We met with Nikolaj Nikitin, the Berlinale’s delegate for Eastern Europe, to talk to him about the state of Russian cinema, the Russian film industry and the term “Eastern European cinema”…
Dear Mr. Nikitin, the Russian cinema was well-represented at this year’s Berlinale with films in several sections of the festival, among them “How I ended this Summer” in competition that was awarded two Silver Bears. What was the year 2010 like for Russian cinema?
For me, personally, the year 2010 regarding Russian cinema began with How I ended this summer by Aleksei Popogrebsky. Of course, after The Sun by Aleksandr Sokurov in 2005 it was a great pleasure to premier a Russian film in the competition at the Berlinale again. Popogrebsky is a director of the new generation of Russian filmmakers and I think that the movie is very important for Russia. It is a story that in many ways is very Russian, both in terms of the conflict and of the motives. The relationship between the older and the younger man in the film can be interpreted as a conflict between the old and the new Russia on a political, a socio-cultural or even a technological level.
On the other hand, the movie is universally rooted which makes it appealing to international festivals and audiences. A problem that Russian cinema has long had is that it was not capable of freeing itself from the great cinema and culture the previous generations had passed. Russian cinema in its references and idiosyncrasies was long hard to access for a foreign audience. How I ended this summer is more epic in that sense: Popogrebsky has a background in psychology and I do believe that that this psychological touch is visible.
Another movie that marks the year 2010 for Russian cinema is Silent Souls by Aleksei Fedorchenko that was presented at the Biennale in Venice. This film also got an award at the Biennale which shows that Russian cinema is internationally prominent and acknowledged.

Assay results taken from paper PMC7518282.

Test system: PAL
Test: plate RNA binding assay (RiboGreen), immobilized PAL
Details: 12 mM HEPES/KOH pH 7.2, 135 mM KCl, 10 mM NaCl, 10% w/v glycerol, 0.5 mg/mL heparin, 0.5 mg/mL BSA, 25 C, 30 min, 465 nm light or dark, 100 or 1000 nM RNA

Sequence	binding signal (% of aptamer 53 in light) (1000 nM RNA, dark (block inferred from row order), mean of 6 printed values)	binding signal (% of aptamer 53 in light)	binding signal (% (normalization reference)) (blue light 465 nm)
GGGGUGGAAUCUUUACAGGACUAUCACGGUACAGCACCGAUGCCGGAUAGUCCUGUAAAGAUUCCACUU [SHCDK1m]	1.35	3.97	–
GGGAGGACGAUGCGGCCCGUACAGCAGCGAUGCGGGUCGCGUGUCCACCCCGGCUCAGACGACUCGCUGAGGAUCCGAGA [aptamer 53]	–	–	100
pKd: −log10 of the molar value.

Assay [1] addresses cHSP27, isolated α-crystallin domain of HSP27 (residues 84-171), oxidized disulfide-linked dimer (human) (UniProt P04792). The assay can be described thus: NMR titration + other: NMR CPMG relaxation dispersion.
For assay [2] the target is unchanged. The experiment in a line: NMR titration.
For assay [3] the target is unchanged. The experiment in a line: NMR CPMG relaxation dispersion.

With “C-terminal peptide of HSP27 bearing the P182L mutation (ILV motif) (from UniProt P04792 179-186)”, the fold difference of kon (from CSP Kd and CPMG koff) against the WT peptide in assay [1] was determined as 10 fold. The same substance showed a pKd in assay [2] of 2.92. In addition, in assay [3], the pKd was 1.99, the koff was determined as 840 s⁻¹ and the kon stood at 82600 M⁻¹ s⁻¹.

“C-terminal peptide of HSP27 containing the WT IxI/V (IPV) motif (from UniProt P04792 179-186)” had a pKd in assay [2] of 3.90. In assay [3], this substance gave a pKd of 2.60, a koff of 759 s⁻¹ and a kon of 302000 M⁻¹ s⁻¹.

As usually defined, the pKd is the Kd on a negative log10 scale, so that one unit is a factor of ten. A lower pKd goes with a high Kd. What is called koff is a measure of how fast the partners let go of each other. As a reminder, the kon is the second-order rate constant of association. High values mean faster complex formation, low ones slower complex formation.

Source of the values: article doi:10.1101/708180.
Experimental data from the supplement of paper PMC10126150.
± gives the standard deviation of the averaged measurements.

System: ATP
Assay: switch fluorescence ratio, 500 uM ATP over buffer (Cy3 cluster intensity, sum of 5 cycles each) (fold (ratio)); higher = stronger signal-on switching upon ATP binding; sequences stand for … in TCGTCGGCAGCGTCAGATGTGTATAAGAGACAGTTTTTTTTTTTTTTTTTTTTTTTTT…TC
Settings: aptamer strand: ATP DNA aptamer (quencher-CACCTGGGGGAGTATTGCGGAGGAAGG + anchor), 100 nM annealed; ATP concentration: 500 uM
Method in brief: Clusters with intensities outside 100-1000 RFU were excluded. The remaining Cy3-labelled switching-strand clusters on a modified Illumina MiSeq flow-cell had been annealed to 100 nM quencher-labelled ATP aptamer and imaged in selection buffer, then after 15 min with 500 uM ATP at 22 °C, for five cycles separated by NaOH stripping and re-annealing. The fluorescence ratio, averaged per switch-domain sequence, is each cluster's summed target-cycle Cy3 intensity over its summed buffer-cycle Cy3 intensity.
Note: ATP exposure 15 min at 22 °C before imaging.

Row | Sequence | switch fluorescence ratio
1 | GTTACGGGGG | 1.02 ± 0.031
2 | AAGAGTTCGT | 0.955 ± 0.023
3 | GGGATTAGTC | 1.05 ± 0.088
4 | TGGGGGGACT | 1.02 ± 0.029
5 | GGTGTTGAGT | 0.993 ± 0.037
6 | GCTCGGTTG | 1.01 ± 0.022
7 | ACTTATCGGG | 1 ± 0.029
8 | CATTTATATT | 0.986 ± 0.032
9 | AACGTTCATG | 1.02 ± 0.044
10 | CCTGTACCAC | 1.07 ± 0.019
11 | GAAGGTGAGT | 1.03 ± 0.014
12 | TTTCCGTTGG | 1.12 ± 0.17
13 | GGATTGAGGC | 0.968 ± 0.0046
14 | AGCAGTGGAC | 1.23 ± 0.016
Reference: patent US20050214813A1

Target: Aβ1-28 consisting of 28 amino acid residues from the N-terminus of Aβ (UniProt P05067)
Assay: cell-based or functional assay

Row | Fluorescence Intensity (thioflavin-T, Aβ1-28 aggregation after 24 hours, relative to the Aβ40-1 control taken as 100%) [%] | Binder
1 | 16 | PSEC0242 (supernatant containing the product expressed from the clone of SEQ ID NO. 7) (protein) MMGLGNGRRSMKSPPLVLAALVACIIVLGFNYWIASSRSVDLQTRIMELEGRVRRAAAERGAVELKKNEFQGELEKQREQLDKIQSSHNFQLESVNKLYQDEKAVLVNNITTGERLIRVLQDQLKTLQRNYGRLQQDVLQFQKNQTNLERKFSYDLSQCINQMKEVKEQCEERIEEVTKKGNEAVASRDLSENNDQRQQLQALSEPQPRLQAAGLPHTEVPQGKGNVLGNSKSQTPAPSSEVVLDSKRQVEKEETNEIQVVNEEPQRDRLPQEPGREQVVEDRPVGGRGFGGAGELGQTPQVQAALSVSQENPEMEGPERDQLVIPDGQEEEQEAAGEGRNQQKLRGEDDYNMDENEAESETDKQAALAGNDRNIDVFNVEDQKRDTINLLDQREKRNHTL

You mentioned Aleksei Popogrebsky as a director of the new generation of Russian filmmakers. What does the new generation of Russian film-makers look like? Do you think that a new Russian cinema exists?
I do think that directors like Popogrebsky, Khlebnikov, Ilya Khrjanovsky, Aleksei German Jr., Anna Melikyan, Valeriya Gay Germanika or Igor Voloshin stand for a new generation of Russian cinema that reflect on contemporary Russia and have freed themselves from the filmic and literary tradition.
Russian film schools like the Gerasimov Institute of Cinematography in Moscow still have a good reputation in Eastern Europe, but it is interesting to see that in Russia many directors of the new Russian cinema do not have a classical film background. Apart from Popogrebsky, who studied psychology, there is also Kirill Serebrennikov (Playing Victim) or Vasilij Sigarev (Wolfy) who have a background in theater. Furthermore, there are many young directors in Russia who are sons of famous film-makers and were brought up breathing cinema, like Aleksei German Jr. (The Last Train), Ilya Khrjanovsky (4) or Yegor Konchalovsky (Antikiller) to name a few.